A young man of humble origins who through ruthless determination rose to the top of a revolutionary army and defeated a stronger foe, led his country against foreign domination, and launched a wrenching social revolution, Isaias probably sees many parallels between his life and Mao's. Isaias' closure of Eritrea's only university mirrors Mao's anti-intelligentsia campaigns of the mid-1960s. His nationalization of the economy and the wholesale conscription of Eritrean youth into a "national service" of military duty and forced labor resemble some aspects of Mao's early rule.

Isaias would later part ways with the ELF and co-found the Eritrean People’s Liberation Front, one of three groups that split off to participate in the civil war before the conflict stalled in 1974. Isaias became the chairman of the EPLF military committee in 1975 and the vice secretary-general in 1977. When another Eritrean civil war began in 1979, Isaias and the EPLF opposed the ELF alongside the Tigray People's Liberation Front, eventually toppling the Derg regime in 1991 and gaining official Eritrean independence by referendum two years later.

Isaias, who had put aside his former Marxist ideology for moderate pragmatism, became head of a provisional government and in 1993 was named President. Much of the credit for the military and political victory was given to Isaias, although it was the umbrella structure of the EPLF that deserved the full credit. Still, Eritreans loved him for delivering a dream many had doubted would be achieved in their lifetimes.

Isaias, who once took pride in being a humble comrade among his people, has shed his casual attire for fancy suits and is developing a taste for autocracy. Isaias' popularity stemmed from his leading role in Eritrea's Davidic victory in the thirty-year struggle for independence. Immediately after liberation, Isaias seemed to be providing (like Mugabe) reasonably good governance to his traumatized nation.

The accelerating decline into dictatorship began in 1996 with an alleged assassination attempt against Isaias by Ethiopian PM Meles Zenawi. While returning from a vacation in Kenya, Isaias, his family, and his inner entourage stopped in Addis, where Meles offered to fly them back to Asmara in one of his aircraft. Isaias accepted the offer; en route the aircraft caught fire, but managed to turn back and land safely in Addis. According to someone who was on the aircraft, an infuriatd Isaias accuse eles to his face of trying to kill him and his family. Isaias has not trusted Meles since.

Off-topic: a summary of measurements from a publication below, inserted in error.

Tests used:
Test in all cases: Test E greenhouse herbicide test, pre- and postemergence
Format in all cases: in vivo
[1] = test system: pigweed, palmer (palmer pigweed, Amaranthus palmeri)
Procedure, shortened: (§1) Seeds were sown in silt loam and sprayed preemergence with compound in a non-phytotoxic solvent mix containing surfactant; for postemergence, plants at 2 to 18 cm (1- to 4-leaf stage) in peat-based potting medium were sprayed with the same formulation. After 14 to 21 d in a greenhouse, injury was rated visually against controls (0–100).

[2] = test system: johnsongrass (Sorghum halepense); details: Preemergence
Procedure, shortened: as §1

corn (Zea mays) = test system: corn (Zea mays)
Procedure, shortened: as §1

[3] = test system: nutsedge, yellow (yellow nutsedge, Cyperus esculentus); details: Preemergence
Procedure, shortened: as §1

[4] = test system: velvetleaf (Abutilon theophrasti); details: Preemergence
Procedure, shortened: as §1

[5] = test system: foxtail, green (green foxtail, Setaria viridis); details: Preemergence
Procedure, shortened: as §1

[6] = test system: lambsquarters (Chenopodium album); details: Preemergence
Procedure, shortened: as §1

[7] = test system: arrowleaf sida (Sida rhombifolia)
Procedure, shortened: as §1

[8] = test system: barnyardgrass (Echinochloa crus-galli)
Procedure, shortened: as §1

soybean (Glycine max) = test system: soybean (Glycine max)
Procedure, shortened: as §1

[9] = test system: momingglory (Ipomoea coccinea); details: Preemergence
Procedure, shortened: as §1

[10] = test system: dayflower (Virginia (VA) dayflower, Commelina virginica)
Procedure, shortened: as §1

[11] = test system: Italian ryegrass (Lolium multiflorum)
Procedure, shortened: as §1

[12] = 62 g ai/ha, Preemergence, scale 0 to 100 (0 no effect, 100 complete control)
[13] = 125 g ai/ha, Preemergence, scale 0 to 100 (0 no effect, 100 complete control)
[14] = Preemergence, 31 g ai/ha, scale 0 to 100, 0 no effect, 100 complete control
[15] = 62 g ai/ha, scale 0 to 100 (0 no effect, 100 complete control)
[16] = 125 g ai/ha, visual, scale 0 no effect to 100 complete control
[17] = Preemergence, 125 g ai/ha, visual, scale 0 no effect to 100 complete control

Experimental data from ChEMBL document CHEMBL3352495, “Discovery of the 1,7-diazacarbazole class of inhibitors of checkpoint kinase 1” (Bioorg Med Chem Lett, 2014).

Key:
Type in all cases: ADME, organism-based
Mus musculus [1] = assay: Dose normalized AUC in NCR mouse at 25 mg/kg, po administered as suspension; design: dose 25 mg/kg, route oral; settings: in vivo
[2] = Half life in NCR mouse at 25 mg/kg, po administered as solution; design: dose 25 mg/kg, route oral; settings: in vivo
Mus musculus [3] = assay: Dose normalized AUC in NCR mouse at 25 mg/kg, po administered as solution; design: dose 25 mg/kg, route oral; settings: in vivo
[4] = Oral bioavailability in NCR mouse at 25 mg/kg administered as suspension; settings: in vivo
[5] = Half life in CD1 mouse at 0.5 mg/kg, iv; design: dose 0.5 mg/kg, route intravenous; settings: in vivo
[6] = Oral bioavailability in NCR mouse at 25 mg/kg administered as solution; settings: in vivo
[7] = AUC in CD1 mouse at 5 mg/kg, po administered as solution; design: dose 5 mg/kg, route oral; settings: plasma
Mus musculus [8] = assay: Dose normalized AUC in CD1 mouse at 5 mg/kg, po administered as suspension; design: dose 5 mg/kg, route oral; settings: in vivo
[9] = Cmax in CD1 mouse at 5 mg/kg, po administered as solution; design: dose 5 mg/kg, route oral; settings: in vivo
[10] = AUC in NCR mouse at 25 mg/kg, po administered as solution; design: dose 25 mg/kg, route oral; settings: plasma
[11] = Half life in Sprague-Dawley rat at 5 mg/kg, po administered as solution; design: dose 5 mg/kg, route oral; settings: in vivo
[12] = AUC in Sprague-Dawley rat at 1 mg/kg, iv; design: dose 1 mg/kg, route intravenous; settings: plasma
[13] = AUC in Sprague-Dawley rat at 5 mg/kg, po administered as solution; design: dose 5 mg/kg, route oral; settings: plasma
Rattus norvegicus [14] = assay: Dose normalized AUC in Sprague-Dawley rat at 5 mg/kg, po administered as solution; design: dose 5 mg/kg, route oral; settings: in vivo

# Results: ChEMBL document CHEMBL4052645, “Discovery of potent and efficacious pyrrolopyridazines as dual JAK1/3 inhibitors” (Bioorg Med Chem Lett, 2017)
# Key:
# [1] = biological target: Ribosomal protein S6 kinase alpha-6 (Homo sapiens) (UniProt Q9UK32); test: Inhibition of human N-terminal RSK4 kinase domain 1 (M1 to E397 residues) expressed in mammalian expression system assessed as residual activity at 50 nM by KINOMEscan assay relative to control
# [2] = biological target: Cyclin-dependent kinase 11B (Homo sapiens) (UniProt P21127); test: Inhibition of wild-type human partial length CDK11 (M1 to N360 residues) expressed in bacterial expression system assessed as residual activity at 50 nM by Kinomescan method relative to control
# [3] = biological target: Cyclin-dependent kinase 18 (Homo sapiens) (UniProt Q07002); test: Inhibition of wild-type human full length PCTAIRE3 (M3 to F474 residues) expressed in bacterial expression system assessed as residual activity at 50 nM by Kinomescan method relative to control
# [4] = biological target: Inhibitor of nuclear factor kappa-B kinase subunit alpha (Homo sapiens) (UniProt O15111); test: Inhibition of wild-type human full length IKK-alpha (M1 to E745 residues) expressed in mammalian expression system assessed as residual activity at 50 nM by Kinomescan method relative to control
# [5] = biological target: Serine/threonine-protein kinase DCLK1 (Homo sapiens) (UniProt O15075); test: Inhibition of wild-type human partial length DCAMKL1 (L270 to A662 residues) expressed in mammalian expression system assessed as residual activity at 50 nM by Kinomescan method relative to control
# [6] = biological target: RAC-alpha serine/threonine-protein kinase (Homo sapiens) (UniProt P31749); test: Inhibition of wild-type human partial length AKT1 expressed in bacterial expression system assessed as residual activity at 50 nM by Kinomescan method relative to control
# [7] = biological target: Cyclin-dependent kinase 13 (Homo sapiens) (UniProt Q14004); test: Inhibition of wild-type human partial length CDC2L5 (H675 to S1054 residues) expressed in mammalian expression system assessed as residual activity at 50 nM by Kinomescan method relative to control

This was followed by the bloody 1998-2000 Border War, and the "treason" of the inner-circle critics called the G-15. Severe persecution of any potential opposition increased. With half of Eritrea's population being born after liberation, Isaias' Struggle credentials are less important than before; youth today face a hopeless future of open-ended National Service at survival-level wages. Hope for a better future fueled Eritrean resistance for a whole generation; the country's reservoir of hope is now largely depleted.

At a January 2008 dinner he hosted for a codel and embassy officials, Isaias became involved in a heated discussion with his Amcit legal advisor about some tomato seedlings the legal advisor provided to Isaias' wife. Isaias complained that despite tender care by his wife, the plants produced only tiny tomatoes. When the legal advisor explained that they were cherry tomatoes and were supposed to be small, Isaias lost his temper and stormed out of the venue, much to the surprise of everyone, including his security detail.

A senior party official said Isaias and Djibouti President Guelleh had agreed during a 2008 telephone conversation to try to resolve at the presidential level issues related to the June border clash. According this senior Eritrean official, Isaias was livid when Guelleh supposedly shortly thereafter lambasted Eritrean aggression in a media interview. Isaias reportedly felt personally betrayed by President Guelleh, and has been obstinate about resolving the Djibouti-Eritrea border dispute ever since.